After all, our pioneer forebears got through plenty of scorching heat without air conditioning. But they found plenty of ways to reduce their discomfort. Try these low-tech cooling tips the next time you’re wishing for a little air-conditioned comfort:
Be Free and Breezy
It may be tough to believe on a 100-degree day, but our own bodies are natural cooling machines. When we sweat, the evaporation of that moisture works to cool us off. The only hitch? When that sweat gets trapped–whether by still air or non-breathable clothing—we can’t cool off as well. Keep air moving past you using fans, and wear loose-fitting, breathable fabrics like cotton or linen that let heat and moisture out.
How Low Can You Go?
Heat naturally rises, so you may notice that the first floor of your house is cooler than the second, and that your basement is even cooler than the first. A basement also benefits from natural below-ground coolness. (If you decide to sleep there, be sure you have the proper safety accommodations.)
Even if you can’t go underground, you may get some benefit from staying closer to the floor. If you don’t feel like moving your mattress to the floor, consider a cooling mat of bamboo (or one of these fancier options). You can use many of these as a mattress topper if you’d like a little more cushion beneath you.
Ice It Down
Ice was the go-to means of keeping people and food cold before the invention of electric refrigeration. And it works just as well today. Drink plenty of ice-cold water, cool off sheets and socks in the freezer before going to bed, or even set a fan to blow across a basin of ice cubes.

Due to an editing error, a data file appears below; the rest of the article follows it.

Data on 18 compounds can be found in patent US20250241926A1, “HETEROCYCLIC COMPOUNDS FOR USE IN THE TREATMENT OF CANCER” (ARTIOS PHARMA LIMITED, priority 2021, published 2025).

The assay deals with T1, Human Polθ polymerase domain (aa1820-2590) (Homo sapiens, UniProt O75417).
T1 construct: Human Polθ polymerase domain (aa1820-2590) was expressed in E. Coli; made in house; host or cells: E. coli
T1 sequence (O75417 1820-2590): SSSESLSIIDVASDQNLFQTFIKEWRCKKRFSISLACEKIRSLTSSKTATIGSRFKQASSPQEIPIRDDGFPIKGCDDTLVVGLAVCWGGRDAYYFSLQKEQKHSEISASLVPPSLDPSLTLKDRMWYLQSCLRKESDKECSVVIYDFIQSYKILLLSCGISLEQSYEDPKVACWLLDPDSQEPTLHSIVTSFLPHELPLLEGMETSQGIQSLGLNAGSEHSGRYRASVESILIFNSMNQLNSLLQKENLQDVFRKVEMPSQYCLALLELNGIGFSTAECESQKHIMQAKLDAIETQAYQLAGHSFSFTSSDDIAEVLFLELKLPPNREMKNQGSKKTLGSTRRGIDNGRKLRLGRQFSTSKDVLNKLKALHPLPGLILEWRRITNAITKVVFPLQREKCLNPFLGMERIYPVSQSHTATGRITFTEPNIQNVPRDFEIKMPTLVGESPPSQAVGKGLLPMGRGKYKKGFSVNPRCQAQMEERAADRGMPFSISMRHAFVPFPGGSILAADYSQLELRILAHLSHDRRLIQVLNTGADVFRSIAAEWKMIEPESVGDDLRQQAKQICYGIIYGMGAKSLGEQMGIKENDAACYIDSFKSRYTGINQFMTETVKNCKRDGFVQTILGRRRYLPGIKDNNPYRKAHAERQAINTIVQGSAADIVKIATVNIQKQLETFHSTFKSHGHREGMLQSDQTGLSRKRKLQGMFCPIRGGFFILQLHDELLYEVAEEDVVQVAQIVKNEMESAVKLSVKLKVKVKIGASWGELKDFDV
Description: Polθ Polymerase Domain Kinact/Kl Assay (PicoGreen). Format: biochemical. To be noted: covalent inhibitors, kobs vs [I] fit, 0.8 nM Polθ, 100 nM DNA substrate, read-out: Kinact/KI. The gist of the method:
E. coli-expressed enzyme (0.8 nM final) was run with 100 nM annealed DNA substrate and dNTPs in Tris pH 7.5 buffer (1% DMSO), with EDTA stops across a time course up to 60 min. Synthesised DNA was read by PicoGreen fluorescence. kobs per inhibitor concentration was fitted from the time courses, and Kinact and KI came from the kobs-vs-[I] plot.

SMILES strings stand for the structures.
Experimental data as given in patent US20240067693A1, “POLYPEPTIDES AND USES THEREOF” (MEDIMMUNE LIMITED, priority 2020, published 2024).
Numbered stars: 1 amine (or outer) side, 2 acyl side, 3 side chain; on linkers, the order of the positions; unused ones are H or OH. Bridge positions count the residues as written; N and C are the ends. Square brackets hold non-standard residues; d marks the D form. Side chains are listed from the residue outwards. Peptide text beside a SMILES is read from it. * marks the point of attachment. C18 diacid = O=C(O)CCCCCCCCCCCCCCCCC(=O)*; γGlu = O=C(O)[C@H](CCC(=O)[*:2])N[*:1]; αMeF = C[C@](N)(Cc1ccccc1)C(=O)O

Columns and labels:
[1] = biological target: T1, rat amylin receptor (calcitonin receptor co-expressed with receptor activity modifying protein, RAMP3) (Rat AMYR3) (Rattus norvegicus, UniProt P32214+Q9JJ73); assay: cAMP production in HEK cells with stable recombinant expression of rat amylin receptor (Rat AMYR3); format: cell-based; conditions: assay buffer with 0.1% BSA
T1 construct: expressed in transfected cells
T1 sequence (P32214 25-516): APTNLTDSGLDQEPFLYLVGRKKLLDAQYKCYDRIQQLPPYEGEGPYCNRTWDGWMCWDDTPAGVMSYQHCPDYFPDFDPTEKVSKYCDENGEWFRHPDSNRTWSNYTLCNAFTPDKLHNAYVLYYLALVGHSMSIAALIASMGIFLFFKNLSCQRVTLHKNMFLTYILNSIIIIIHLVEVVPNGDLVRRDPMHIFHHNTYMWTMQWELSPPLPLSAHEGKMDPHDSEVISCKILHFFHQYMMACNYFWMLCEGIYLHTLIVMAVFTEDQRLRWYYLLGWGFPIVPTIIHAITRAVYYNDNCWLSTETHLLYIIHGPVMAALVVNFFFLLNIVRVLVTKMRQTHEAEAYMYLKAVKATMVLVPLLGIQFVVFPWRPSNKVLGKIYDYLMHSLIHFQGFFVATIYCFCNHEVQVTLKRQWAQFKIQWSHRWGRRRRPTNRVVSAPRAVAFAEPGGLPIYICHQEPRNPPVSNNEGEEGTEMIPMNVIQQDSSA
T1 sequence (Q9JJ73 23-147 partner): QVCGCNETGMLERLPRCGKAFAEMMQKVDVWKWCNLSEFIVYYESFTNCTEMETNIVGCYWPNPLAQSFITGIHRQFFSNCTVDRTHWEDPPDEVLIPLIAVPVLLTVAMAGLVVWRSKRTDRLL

Speaking of water, staying hydrated is also key to staying cool. Your body needs water to produce enough sweat for evaporative cooling. Drink it cold and keep it close at hand.
Water can help outside your body, too. Try a cool shower before bedtime to remove the sticky layer of sweat. Take a lukewarm bath. Or use cold, wet washcloth on your temples or other pulse point (see below).
Cool Your Core
Your body wants to stay around 98.6—that’s one of the reasons you sweat to cool off. To help your body out, you can try cooling your body’s pulse points—the aforementioned temples, your wrists, the insides of your elbows and knees, and your groin and armpits. These areas tend to produce excess sweat, so they’ll help you feel cooler faster. And they help adjust your core temperature, so you feel cooler all over.
Play it Safe
These methods are great for surviving typical summer temperatures, but there are times when heat is so severe that emergency measures are called for. The Red Cross offers online resources explaining how to prepare for and cope during a heat emergency. Check in regularly with children and older friends and relatives who may not have the dangers of heat exposure top-of-mind. And remember: Pets can get sick from the heat as well. Make sure they have adequate water and a place to stay cool.